Holiday and Harkless, both of whom are on expiring contracts, will make a combined $10.86MM in ‘22/23, saving the Hawks $3.64MM after moving Huerter’s $14.5MM salary. Keep in mind that by acquiring two players for one, the Hawks also don’t have to fill a second roster spot — even a minimum-salary deal carries a $1,836,090 cap hit, so the actual savings in the deal are closer to $5.48MM when taking that into account.
Of the two newly-acquired veterans, I expect Holiday to provide more on-court value and receive more playing time – he’s a much better outside shooter than Harkless (36.5% career from three on much higher volume vs. 32.0%), and I’m sure the Hawks would like to give 2021 first-rounder Jalen Johnson more NBA playing time at the backup power forward spot next season.
Both Holiday and Harkless are well-traveled veterans and have defense-first reputations. Holiday, in particular, provided solid value during his run with the Pacers from 2019-21. His defense wasn’t as sharp last season and his shooting can be inconsistent, but he’s definitely a bounce-back candidate with all the open looks he’ll get in his second stint in Atlanta.
Still, while the duo shouldn’t be discounted, the main appeal for the Hawks in their trade with Sacramento was moving off Huerter’s long-term salary and acquiring the 2024 first-round pick.
There’s no guarantee that pick will convey in two years, of course – the Kings have missed the playoffs for an NBA-record 16 consecutive seasons, so the fact that it’s lottery-protected might not bode well for Atlanta. However, Sacramento’s roster does look a little better on paper entering next season, especially on offense, and the club will have one more year to continue making upgrades before the pick can convey.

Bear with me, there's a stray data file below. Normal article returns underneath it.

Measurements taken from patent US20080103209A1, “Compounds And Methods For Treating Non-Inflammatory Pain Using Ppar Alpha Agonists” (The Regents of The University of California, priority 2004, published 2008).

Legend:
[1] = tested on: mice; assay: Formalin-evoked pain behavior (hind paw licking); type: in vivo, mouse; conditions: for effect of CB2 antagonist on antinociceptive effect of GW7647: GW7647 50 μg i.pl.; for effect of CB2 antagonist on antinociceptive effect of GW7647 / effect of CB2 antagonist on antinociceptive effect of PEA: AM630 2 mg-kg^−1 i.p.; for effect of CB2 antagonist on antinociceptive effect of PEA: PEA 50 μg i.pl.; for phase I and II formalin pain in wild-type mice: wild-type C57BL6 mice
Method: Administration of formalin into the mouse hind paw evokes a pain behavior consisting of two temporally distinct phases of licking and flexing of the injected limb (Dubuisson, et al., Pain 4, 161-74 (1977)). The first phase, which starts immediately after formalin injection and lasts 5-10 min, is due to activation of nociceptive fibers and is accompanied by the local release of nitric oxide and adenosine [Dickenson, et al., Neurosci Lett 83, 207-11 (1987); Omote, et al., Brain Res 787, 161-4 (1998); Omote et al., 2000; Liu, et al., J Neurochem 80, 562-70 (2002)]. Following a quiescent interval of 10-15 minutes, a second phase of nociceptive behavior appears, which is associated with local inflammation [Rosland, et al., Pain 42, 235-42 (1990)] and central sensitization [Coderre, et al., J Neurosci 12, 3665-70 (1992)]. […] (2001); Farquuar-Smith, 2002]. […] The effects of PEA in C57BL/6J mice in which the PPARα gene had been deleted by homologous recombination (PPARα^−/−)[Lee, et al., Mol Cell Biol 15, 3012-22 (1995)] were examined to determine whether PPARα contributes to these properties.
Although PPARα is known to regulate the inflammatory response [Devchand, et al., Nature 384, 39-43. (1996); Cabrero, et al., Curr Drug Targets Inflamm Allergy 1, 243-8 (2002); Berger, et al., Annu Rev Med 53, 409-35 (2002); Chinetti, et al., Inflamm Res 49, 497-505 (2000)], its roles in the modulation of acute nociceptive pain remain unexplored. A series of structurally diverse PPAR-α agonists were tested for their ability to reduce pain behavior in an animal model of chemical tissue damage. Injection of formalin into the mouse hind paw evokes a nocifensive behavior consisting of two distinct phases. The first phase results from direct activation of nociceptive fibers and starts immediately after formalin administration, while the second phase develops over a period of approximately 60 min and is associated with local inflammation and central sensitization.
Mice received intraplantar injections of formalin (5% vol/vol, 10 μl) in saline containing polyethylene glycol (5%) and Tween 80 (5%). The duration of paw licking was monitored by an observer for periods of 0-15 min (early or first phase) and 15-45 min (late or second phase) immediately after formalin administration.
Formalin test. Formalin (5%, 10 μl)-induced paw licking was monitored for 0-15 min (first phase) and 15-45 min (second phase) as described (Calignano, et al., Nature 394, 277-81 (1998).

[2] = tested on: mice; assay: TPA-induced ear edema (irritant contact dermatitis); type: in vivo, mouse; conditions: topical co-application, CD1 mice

If it does convey in 2024, both teams would be happy – the Hawks would pick up another first-rounder, recouping some draft equity after dealing three first-round picks (two unprotected) and a pick swap to San Antonio for Murray, while the Kings would have finally broken their postseason drought.
If it doesn’t convey in 2024, there’s still a decent chance the Hawks could get the pick in either 2025 (top-12 protected) or 2026 (top-10 protected). That might actually be the preferred scenario for them, as the first unprotected pick they traded to the Spurs is for 2025, and San Antonio has swap rights in 2026.
The West is stacked, so a postseason berth certainly isn’t a given, but the Kings do have some interesting pieces, most of whom are young. There are realistic scenarios in which they get better with time and either make the play-in tournament or the playoffs outright. Murray could be the wild card, because if he’s as NBA-ready as he seems, he could be a game-changer.
Overall, the Huerter trade was an understandable deal for both sides. The Kings got a solid young starter who is under contract for four more years and addresses some weaknesses of the roster, and they protected the first-rounder they dealt away so it hopefully doesn’t come back to bite them.
The Hawks cleared long-term money and dodged the tax, got a buy-low candidate in Holiday, a veteran presence in Harkless, and recouped a bit of draft equity after giving up a substantial amount for Murray.